The 1.3-million-sq-ft Fenway Center project is on track to become one of the first new air-rights projects to take shape on Boston’s skyline in decades.

And maybe the most crucial component of the high-rise complex—the 90,000-sq-ft deck over the Massachusetts Turnpike next to Fenway Park—has been designed with help of Qnect, a firm that has created cloud-based connection design software that is gaining traction among developers and contractors.

Based in the Western Massachusetts town of Hadley, the cloud-based, structural-steel connection design and optimization software firm is working with LeMessurier, consulting engineers on the project, according to Jef Sharp, CEO of Qnect.

For a an overview of other developments in Boston's Fenway neighborhood, click here

Qnect’s cloud-based software crunches all the numbers for dimensions and load, automatically placing all the structure steel connections, and then delivers the updated information into the Tekla Structures model used by the engineer.

Qnect recently completed its work on the deck over the Turnpike, which is “ready to fabricate,” Sharp said, with the firm’s work on the tower portion “well underway.”

Qnect’s software is designed to optimize each steel connection as efficiently as possible, with the ability to run the program several times in order to get the best results, Sharp said.

Fast Tracking

A complex process that could take weeks, involving laborious drafting work, can now be substantially done in an hour or so.

“It has given us more confidence in the constructibility of the project, which helps mitigate risk,” said Craig Blanchet, a vice president at LeMessurier, of Qnect's work.

“We have also been able to cycle through numerous options to produce much more efficient connections.”

In the case of Fenway Center, LeMessurier subcontracted out the detailing work to Qnect, which in turn, brought on a connection engineer and detailer to round out the modeling work, according to Sharp.

Overall, the 90,000 sq-ft deck over the Turnpike will be the foundation of the project’s second $1-billion phase, which will feature a pair of towers with 700,000 sq ft of offices and lab space. It follows the recent opening of the project’s first phase, 14-story and eight-story apartment buildings with hundreds of luxury units.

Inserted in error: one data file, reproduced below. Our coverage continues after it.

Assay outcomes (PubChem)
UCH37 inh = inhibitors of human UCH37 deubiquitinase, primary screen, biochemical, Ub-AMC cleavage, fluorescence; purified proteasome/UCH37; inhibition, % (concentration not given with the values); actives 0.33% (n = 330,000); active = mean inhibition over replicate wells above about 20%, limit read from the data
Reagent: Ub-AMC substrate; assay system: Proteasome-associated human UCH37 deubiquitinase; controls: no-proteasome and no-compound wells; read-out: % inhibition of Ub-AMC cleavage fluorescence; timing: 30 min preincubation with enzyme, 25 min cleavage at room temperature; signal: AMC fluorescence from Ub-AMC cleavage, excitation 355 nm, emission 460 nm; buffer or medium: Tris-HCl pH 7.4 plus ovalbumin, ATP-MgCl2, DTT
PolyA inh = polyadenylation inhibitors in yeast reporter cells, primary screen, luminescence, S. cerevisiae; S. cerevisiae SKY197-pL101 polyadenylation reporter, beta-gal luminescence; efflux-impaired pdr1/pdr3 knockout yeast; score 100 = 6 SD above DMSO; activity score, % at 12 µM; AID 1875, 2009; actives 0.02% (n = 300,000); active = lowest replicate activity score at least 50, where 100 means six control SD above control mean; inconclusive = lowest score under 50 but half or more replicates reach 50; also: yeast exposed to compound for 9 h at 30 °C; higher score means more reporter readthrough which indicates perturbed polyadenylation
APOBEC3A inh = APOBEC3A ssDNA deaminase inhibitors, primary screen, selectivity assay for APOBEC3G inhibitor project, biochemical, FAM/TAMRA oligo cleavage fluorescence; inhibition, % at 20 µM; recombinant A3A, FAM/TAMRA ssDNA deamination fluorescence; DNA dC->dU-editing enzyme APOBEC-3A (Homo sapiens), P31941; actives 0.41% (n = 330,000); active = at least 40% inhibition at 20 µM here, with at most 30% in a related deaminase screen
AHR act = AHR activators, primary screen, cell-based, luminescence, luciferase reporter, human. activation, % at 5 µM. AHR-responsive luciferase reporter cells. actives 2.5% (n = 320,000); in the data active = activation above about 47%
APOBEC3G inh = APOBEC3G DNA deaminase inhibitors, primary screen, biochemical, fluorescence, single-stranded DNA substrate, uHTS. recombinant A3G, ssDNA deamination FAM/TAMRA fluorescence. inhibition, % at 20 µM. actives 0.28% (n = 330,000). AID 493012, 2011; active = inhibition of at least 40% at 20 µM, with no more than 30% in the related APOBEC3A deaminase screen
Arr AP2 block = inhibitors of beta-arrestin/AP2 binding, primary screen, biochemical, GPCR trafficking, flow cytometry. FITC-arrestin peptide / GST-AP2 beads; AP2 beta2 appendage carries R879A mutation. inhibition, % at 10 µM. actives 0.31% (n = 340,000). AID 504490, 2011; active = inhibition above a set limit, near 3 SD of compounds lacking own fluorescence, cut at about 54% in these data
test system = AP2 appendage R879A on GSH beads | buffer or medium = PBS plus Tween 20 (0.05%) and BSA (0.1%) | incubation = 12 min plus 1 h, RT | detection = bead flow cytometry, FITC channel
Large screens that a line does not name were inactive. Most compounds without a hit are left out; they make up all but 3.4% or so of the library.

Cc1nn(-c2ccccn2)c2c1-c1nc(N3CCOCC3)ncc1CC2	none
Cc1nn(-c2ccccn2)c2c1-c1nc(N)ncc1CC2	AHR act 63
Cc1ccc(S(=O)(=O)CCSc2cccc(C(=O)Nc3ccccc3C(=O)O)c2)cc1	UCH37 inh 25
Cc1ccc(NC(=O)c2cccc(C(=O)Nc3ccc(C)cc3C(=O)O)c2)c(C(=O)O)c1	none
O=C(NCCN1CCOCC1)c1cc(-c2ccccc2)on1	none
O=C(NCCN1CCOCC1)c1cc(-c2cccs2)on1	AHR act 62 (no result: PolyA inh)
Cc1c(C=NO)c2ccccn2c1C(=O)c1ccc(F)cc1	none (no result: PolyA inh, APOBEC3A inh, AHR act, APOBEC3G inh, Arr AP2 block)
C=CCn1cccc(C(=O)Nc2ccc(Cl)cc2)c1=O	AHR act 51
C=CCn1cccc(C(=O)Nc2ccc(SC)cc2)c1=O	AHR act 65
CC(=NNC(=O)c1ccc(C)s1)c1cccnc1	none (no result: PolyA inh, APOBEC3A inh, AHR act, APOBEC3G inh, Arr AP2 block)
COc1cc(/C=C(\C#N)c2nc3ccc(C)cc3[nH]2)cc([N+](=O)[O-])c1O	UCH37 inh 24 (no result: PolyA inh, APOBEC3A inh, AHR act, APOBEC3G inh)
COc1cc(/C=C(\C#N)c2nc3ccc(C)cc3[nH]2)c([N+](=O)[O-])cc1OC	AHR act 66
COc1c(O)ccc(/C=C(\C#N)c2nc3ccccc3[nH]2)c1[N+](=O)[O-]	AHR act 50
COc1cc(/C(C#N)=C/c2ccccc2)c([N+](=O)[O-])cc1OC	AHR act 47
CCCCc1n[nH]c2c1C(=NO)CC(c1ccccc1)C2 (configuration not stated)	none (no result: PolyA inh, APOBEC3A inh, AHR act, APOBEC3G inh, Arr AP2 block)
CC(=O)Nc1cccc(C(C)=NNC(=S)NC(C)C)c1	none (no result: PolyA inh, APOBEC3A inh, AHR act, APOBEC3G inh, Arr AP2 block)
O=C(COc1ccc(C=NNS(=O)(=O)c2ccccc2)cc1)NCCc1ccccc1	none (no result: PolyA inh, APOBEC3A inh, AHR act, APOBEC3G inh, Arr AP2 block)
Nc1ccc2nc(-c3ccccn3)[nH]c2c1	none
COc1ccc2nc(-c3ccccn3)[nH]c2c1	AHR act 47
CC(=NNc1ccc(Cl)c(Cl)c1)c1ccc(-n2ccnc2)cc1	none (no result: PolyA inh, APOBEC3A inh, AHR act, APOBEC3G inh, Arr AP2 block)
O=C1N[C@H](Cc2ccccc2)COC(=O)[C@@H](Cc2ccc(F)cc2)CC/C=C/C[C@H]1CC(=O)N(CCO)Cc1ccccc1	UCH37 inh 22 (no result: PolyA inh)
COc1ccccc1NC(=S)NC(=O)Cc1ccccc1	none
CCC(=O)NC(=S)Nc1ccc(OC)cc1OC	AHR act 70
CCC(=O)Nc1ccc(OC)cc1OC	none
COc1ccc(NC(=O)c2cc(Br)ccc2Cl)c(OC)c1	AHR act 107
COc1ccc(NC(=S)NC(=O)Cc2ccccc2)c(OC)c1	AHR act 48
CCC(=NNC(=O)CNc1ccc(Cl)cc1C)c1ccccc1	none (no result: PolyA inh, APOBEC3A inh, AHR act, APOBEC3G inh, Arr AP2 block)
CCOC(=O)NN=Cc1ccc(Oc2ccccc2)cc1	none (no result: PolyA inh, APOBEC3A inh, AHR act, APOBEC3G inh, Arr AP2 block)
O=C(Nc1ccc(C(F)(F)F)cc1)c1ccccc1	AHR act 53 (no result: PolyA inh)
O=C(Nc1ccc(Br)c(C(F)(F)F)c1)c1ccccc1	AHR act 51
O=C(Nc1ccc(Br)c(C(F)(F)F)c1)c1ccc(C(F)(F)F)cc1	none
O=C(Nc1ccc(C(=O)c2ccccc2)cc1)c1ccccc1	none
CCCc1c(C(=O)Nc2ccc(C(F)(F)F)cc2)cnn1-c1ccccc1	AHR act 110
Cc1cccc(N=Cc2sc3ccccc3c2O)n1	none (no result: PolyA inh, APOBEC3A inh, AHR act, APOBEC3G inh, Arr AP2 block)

The deck will take two years to build, with the lab and office towers slated for completion in early 2025.

Qnect’s software is currently able to do 70% of the connections, with the another 30% still needing a human touch, Sharp said.

“Bringing the detailing service into the design process is a novel idea and it makes a lot of sense for this type of project,” Blanchet said.

The ability to rapidly explore the most efficient connections also enabled Qnect to identify materials that could be eliminated from the project, resulting in potential savings, according to Blanchet.

For example, many reinforcement doublers were identified early and engineered out, Qnect’s Sharp says. 

Sharp said the firm has generated similar cost savings for other projects, noting that eliminating the need, for example, of thousands of $30 bolts could mean hundreds of thousands of dollars saved.

Allan Paull, a senior vice president in civil and structural engineering at AECOM Tishman, said his firm has worked with Qnect on projects in New York.

By automating the connections “rather than someone going floor-by-floor, beam-by-beam,” Qnect helps free up engineers to work on more complex connections.

“If you can take one bolt out of the connection and you have 10,000 connections that ends up being a lot of money,” Paull said.